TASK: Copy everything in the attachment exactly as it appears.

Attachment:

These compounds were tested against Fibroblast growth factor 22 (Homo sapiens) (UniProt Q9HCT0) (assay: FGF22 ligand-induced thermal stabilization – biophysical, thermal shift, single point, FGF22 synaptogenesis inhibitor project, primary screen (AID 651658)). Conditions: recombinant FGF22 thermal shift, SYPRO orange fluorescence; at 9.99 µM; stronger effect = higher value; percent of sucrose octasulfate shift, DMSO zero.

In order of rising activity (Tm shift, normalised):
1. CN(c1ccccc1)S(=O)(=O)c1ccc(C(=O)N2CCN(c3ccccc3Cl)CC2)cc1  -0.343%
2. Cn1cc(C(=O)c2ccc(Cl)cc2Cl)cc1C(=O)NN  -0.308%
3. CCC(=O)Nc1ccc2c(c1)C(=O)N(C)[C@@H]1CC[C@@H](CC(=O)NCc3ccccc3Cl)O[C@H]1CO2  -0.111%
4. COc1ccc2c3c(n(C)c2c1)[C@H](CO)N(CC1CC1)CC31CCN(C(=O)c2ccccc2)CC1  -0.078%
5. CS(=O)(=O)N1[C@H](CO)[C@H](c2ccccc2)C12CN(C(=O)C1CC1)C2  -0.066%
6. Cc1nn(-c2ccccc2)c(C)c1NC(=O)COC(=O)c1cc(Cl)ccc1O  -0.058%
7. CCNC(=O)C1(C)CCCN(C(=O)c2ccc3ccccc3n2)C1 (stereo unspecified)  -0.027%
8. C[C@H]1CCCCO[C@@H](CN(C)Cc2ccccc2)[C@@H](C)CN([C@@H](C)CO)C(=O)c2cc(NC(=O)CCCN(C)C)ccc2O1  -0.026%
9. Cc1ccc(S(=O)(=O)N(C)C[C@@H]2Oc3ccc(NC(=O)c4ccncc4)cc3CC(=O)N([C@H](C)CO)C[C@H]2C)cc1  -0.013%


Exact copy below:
These compounds were tested against Fibroblast growth factor 22 (Homo sapiens) (UniProt Q9HCT0) (assay: FGF22 ligand-induced thermal stabilization – biophysical, thermal shift, single point, FGF22 synaptogenesis inhibitor project, primary screen (AID 651658)). Conditions: recombinant FGF22 thermal shift, SYPRO orange fluorescence; at 9.99 µM; stronger effect = higher value; percent of sucrose octasulfate shift, DMSO zero.

In order of rising activity (Tm shift, normalised):
1. CN(c1ccccc1)S(=O)(=O)c1ccc(C(=O)N2CCN(c3ccccc3Cl)CC2)cc1  -0.343%
2. Cn1cc(C(=O)c2ccc(Cl)cc2Cl)cc1C(=O)NN  -0.308%
3. CCC(=O)Nc1ccc2c(c1)C(=O)N(C)[C@@H]1CC[C@@H](CC(=O)NCc3ccccc3Cl)O[C@H]1CO2  -0.111%
4. COc1ccc2c3c(n(C)c2c1)[C@H](CO)N(CC1CC1)CC31CCN(C(=O)c2ccccc2)CC1  -0.078%
5. CS(=O)(=O)N1[C@H](CO)[C@H](c2ccccc2)C12CN(C(=O)C1CC1)C2  -0.066%
6. Cc1nn(-c2ccccc2)c(C)c1NC(=O)COC(=O)c1cc(Cl)ccc1O  -0.058%
7. CCNC(=O)C1(C)CCCN(C(=O)c2ccc3ccccc3n2)C1 (stereo unspecified)  -0.027%
8. C[C@H]1CCCCO[C@@H](CN(C)Cc2ccccc2)[C@@H](C)CN([C@@H](C)CO)C(=O)c2cc(NC(=O)CCCN(C)C)ccc2O1  -0.026%
9. Cc1ccc(S(=O)(=O)N(C)C[C@@H]2Oc3ccc(NC(=O)c4ccncc4)cc3CC(=O)N([C@H](C)CO)C[C@H]2C)cc1  -0.013%